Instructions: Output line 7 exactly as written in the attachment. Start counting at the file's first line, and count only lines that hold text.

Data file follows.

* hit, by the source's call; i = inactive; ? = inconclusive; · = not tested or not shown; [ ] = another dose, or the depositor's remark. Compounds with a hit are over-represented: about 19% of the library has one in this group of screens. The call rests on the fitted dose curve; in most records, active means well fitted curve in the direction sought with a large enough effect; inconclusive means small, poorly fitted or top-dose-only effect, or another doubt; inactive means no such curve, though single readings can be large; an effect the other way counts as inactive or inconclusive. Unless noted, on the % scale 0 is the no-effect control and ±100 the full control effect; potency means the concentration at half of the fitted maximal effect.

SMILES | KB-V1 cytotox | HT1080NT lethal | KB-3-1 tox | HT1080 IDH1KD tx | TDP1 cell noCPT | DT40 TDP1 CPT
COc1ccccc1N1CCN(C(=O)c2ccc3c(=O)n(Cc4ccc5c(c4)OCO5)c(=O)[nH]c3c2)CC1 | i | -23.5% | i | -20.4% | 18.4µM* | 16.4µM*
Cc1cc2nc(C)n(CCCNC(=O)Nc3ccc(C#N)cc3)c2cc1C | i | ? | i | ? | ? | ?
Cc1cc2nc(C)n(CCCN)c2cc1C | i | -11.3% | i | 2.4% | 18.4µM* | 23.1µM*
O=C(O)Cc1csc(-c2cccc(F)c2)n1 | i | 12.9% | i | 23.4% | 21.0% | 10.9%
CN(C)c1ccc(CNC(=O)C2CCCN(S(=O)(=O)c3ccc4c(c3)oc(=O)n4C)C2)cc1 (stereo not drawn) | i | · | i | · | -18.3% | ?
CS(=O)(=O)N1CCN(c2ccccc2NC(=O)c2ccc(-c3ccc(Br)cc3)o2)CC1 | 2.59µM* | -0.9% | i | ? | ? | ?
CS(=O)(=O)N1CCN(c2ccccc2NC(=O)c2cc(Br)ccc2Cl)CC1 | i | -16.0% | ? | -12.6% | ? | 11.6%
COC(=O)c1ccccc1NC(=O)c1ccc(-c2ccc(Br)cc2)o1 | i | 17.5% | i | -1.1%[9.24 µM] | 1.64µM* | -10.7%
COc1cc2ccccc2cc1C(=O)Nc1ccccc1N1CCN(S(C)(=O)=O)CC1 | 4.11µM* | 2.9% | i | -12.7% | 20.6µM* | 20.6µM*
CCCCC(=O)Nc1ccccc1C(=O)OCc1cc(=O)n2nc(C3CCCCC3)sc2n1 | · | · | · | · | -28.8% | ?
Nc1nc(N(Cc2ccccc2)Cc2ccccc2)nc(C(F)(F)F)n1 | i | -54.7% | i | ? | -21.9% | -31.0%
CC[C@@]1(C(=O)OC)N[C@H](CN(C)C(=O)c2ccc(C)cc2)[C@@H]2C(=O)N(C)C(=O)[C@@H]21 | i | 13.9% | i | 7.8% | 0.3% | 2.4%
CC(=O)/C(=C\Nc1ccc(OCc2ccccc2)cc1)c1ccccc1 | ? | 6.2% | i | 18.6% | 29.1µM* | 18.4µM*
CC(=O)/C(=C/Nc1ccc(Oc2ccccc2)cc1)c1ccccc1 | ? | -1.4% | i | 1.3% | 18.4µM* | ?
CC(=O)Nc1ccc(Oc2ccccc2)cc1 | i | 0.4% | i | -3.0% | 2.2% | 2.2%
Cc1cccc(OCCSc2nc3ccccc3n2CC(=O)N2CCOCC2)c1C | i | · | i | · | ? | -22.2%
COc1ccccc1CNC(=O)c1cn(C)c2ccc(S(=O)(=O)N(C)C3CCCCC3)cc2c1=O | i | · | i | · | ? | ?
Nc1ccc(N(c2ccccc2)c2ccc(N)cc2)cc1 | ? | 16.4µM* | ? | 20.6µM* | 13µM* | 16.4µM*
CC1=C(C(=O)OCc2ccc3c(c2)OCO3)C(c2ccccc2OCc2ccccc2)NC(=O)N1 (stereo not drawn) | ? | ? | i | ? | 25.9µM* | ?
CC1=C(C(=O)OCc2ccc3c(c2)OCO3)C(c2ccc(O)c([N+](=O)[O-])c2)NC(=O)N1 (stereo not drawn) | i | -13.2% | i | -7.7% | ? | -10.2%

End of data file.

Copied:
CN(C)c1ccc(CNC(=O)C2CCCN(S(=O)(=O)c3ccc4c(c3)oc(=O)n4C)C2)cc1 (stereo not drawn) | i | · | i | · | -18.3% | ?